Do You Know How To Recognize Stress And The Effects Of Stress?
Stress affects different people in different ways, but it does affect them.
Whether you recognize it or not, if you're stressed, it's only a matter of time before something has to give in, and it's probably you! So recognizing stress and the effects of stress becomes an utmost important for day to day life.
So what precisely is stress and what does it do to you?
Stress is a cumulative term for a full series of effects, mental, physical and emotional, that occur as a result of excess food, excessive work, excessive partying, and excessive crying on the part of the baby: it does not matter which.
By definition, you are executing extra to your body than it can cope with, and sooner or later it will let you know, usually in a hurry and with little or no warning. What is common to virtually all types of stress is that they cause the release of the stress hormone - adrenaline (epinephrine).
Although adrenaline hormone is completely necessary and has essential functions in the body, it can, like most things, cause excess problems.
Like a hormone (definition, a chemical released in one part of the body that has effects in other distant parts of the body), very small increases in adrenaline hormone have very large effects on the host, also known as YOU.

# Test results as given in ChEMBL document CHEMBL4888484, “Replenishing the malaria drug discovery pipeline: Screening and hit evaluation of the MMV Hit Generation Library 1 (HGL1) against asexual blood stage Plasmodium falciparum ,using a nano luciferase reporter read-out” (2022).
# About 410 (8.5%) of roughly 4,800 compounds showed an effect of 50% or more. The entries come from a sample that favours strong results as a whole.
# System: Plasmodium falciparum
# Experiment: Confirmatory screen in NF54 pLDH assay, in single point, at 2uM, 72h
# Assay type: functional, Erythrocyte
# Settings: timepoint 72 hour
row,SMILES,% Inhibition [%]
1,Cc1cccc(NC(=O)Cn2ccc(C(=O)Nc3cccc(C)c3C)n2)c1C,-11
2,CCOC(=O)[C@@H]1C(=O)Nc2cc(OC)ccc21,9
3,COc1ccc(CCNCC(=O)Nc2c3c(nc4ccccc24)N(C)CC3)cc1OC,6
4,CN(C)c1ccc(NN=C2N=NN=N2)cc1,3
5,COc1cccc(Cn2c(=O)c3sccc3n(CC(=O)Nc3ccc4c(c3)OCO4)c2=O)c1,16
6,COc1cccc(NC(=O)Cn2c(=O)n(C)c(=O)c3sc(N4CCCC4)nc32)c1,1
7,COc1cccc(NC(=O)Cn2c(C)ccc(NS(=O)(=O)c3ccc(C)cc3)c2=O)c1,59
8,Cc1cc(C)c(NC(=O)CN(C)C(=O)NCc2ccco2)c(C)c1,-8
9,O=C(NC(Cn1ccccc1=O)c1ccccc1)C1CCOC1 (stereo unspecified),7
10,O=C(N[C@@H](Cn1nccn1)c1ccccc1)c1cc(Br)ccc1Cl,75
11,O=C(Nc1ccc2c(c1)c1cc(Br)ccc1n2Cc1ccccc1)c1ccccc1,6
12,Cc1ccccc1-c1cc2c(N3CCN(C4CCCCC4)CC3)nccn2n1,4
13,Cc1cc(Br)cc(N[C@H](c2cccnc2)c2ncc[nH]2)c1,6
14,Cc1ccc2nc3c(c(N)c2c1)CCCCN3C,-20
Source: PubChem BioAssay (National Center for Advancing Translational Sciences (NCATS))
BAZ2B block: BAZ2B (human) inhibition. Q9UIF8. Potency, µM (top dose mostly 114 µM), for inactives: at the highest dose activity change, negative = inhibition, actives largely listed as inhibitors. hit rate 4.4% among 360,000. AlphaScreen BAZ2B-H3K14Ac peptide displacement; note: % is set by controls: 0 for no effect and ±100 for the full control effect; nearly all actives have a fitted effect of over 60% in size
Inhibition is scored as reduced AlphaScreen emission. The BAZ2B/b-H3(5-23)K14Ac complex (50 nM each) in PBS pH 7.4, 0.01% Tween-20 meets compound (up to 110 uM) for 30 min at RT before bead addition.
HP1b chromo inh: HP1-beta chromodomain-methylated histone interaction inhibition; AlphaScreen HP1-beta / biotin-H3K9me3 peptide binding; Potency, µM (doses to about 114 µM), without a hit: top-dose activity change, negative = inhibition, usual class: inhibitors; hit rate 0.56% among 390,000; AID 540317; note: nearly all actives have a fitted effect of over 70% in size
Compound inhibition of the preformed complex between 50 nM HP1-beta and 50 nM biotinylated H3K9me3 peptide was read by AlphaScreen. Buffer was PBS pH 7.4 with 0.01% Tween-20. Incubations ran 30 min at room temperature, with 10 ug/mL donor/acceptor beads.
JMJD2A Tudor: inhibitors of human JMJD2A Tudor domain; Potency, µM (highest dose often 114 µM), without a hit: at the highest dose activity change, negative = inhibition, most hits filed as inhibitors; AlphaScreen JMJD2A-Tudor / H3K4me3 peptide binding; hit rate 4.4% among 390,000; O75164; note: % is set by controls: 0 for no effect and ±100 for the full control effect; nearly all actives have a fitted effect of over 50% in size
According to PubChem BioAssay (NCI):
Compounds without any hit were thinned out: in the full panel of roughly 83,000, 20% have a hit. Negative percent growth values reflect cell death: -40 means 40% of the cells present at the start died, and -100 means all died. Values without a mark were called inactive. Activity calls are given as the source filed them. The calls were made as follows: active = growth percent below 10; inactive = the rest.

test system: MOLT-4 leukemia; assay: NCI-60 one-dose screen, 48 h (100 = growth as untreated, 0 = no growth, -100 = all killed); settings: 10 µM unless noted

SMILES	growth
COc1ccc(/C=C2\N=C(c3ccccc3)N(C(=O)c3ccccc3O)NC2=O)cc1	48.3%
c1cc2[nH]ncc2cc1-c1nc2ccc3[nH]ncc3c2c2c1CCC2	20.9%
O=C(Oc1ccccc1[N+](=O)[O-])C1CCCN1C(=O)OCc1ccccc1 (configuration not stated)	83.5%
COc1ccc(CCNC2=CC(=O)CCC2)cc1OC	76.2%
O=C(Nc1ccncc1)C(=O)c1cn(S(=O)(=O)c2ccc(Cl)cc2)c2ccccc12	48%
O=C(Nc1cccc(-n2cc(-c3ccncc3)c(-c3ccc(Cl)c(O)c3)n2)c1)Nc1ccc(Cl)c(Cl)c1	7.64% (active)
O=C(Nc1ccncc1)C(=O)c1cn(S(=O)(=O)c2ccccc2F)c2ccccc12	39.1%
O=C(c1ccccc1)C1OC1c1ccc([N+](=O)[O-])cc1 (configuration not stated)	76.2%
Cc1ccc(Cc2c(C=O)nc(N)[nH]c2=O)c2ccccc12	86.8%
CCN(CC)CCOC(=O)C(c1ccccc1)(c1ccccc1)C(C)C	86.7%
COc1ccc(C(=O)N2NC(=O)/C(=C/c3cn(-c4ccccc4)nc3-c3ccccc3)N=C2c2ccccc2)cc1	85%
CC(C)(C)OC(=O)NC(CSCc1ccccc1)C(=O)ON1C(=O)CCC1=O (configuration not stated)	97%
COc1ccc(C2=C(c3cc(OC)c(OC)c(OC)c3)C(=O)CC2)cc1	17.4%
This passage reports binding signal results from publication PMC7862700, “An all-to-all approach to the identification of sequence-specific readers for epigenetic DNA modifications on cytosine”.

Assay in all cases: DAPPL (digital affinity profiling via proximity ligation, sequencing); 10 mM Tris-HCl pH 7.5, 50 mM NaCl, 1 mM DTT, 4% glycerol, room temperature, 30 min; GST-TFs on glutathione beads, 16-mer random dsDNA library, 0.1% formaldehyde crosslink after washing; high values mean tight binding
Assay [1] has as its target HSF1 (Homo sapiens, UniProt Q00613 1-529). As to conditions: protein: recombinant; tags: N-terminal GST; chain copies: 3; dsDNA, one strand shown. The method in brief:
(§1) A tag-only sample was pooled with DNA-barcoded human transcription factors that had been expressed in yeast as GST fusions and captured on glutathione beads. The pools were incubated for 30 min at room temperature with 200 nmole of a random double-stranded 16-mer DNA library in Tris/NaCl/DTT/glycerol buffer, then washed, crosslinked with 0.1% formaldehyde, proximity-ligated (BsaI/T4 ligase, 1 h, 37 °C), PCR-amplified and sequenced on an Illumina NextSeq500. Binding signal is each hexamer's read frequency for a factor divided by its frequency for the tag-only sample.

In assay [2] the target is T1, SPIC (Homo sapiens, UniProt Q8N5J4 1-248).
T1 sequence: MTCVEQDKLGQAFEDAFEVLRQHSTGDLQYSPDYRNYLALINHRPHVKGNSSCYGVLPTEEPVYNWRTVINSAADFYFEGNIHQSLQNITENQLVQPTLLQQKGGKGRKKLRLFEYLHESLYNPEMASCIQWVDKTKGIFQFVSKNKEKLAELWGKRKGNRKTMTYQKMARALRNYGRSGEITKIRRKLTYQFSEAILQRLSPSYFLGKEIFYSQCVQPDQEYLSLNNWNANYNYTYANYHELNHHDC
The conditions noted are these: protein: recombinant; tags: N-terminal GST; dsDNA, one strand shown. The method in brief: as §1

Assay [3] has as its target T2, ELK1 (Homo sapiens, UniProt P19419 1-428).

Hormones are incredibly powerful in nature and even a small increase can have very significant effects. In the case of adrenaline, these effects include increased heart rate, faster breathing, higher blood pressure, and reduced digestion.
The easiest way to understand the effects of adrenaline hormone is to think of the "fight or flight" response.
We have all experienced the rush you feel when faced with a sudden scare or imminent danger: pounding heartbeats, knots in the stomach, tingling palms, and keen awareness.
This is the way the body prepares to face the situation in question: "fight" or get out of there: "run away", hence its name.
In nature, it is invariably followed by an intense period of physical activity (either running away or fighting) that "burns" the adrenaline, allowing a return to the normal state of rest.
It is when this physical activity does not happen that stress becomes dangerous and the effects of stress.